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Remembering Stephen Hawking

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I had one encounter with Stephen Hawking. He came in the summer of 1989 to the Aspen Center for Physics and had the office next to mine. He travelled with an entourage with whom he could communicate with his voice synthesiser. His hands still worked well enough. He gave a full house public lecture and afterwards Sidney Coleman presided over a question session. Hawking had to type out all his answers on his voice synthesiser which took a lot of time. At one point Sidney said: ‘You can have it fast or you can have it good.’ If I had asked a question, it would have been: how did he come up with the idea of Hawking radiation? I have always found his paper hard going and have always marvelled at the simple result at the end. In A Brief History of Time he gives an account which explains the phenomenon but not the result.

In the neighbourhood of the surface of the black hole there are very large fluctuations of the vacuum. These fluctuations supply the energy to create pairs of electrons and positrons. One of them is created inside the hole and the other escapes – the Hawking radiation. What this does not explain is the simple formula for the temperature, which varies inversely to the mass of the black hole. There were probably small black holes that were created at the time of the Big Bang but these, because of the high temperatures, have radiated away. The large black holes in the centre of our galaxy and elsewhere still remain because they are cooler.

It is sometimes asked why Hawking did not win a Nobel Prize. Nobel Prizes are not given for speculation; even Einstein did not win his for relativity. There is no experimental evidence for Hawking radiation but everyone who has studied the theory is sure that it is there.

Sidney Coleman told me another story about Hawking. He came to his place in Boston for dinner and since there were stairs Sidney carried Hawking up. A neighbour asked: ‘Sidney, what are you carrying?’ To which he replied: ‘It is the Lucasian Professor of Physics from Cambridge.’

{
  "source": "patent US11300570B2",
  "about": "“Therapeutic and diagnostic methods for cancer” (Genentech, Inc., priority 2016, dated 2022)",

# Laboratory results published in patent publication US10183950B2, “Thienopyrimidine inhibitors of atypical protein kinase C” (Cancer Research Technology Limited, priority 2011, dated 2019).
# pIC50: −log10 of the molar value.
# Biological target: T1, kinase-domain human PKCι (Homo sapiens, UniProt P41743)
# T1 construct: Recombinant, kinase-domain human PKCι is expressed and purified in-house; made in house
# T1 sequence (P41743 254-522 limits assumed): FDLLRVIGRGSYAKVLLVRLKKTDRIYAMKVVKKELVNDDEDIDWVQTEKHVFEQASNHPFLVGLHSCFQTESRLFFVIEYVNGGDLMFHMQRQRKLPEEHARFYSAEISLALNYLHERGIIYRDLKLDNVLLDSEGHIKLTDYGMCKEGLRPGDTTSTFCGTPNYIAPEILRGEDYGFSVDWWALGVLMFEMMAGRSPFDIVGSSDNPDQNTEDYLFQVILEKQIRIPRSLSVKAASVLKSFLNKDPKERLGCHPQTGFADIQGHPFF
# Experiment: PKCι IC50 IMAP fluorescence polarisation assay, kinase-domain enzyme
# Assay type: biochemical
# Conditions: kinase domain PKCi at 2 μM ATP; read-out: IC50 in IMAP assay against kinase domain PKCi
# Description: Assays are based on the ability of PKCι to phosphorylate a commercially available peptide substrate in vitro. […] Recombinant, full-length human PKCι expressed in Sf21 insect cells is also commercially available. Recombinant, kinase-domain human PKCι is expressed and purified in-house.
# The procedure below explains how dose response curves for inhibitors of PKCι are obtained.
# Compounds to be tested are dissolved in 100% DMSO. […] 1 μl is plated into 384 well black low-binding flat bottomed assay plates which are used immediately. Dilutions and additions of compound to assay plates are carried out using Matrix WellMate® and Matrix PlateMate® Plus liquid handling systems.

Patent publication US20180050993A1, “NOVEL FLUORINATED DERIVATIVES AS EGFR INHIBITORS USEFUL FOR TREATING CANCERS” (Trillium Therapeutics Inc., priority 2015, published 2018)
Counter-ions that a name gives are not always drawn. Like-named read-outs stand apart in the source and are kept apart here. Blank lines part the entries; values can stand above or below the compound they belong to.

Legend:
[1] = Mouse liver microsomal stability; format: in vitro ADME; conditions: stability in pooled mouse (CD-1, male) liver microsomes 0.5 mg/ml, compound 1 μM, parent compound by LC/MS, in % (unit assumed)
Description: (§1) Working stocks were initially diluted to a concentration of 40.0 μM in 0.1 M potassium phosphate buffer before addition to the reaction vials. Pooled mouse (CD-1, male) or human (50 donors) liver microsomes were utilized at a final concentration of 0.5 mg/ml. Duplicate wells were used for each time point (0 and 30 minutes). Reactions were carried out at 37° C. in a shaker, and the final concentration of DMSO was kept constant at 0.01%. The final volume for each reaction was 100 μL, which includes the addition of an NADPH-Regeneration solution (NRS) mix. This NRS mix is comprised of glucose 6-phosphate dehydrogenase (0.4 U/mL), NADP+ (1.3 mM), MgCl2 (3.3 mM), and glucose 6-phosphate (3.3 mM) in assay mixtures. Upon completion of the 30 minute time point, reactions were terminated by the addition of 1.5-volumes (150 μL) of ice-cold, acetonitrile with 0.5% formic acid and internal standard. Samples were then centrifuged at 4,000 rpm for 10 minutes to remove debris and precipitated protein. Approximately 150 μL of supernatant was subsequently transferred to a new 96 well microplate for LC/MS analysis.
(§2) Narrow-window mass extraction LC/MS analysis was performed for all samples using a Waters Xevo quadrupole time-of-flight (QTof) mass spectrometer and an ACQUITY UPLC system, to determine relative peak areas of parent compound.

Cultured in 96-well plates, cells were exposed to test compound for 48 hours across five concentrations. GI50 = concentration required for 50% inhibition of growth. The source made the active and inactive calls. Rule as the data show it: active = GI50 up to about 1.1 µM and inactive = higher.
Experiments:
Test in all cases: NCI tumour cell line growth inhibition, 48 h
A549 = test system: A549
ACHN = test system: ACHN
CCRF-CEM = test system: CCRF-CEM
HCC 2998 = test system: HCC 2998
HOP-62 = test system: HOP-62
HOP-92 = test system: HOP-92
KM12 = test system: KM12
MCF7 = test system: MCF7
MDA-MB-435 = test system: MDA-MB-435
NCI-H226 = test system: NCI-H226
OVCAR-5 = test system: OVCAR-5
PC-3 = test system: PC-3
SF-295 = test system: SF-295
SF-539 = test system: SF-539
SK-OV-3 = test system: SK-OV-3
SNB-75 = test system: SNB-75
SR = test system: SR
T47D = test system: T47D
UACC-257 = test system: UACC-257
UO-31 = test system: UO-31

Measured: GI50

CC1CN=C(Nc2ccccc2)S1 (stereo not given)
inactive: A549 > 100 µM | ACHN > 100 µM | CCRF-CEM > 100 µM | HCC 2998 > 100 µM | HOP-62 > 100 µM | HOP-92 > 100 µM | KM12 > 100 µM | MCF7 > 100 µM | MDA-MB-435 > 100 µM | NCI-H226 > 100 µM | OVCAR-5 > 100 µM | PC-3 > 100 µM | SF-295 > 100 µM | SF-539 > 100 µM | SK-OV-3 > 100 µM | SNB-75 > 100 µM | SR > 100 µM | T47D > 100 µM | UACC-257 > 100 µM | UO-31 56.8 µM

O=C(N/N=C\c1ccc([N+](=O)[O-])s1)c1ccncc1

Comments

  1. Delaide says:

    His appearances on The Simpsons would confirm his liking for humour. So, Principal Skinner to Hawking: “I don’t like your tone.”

  2. This is from the Nobelist Sheldon Glashow…In 1990 I acted as host for Hawking as he was awarded an honorary degree from Harvard. At a reception, my wife introduced Stephen to Ella Fitzgerald, another honoree. Although Ella was almost blind and Stephen’s device spoke very slowly, they seemed much to enjoy their serendipitous encounter.

  3. hollybank says:

    Hawking is especially to be remembered as a humanist who endorsed the BDS (Global Boycott of Israel) Movement. As a highly visible and respected figure, he was able to convince members of the scientific community as well as the general public that Israel’s brutal ethnic cleansing and imposition of apartheid on the Palestinians must come to an end.

    • Pennywhistler says:

      Hmmn. Did he comment on the REAL ethnic cleansing of the Jews of Arab and Moslem countries? On the REAL ethnic cleansing of the Rohingya Muslims? On the REAL ethnic cleansing of the Kurds? Of the Tibetans? The worldwide repression of women?

      Of his fellow scientists creating smaller and more powerful atomic weapons against all sanity?

      It’s always a joy to see one-note fanatics bring up the same one issue of their lives, even in a supposedly intellectual journal.

      • hag says:

        Curious that some one-note relativists think that massacres in Burma somehow negate ethnic cleansing in Rwanda, or the eviction of one group from their own country in one part of the world ipso facto legitimatizes the oppression of another elsewhere.
        I guess just because so many invitations to the party get lost in the matrix means it’s churlish to kvetch about your own exclusion.

      • Mozibur Ullah says:

        Hawking is a busy man and disabled. It’s asking a great deal of him to comment on all these other issues whilst carrying on his professional work.

        It’s quite possible to care about one issue dearly without being a fanatic about it. Given that Hawking himself had neither Jewish nor Middle-Eastern ancestry it’s honourable and big-hearted of him to use his influence for the greater good.

  4. zbs says:

    Is there an established category of joke where the punchline is a named professorship? “The former Wykeham Professor of Logic…”


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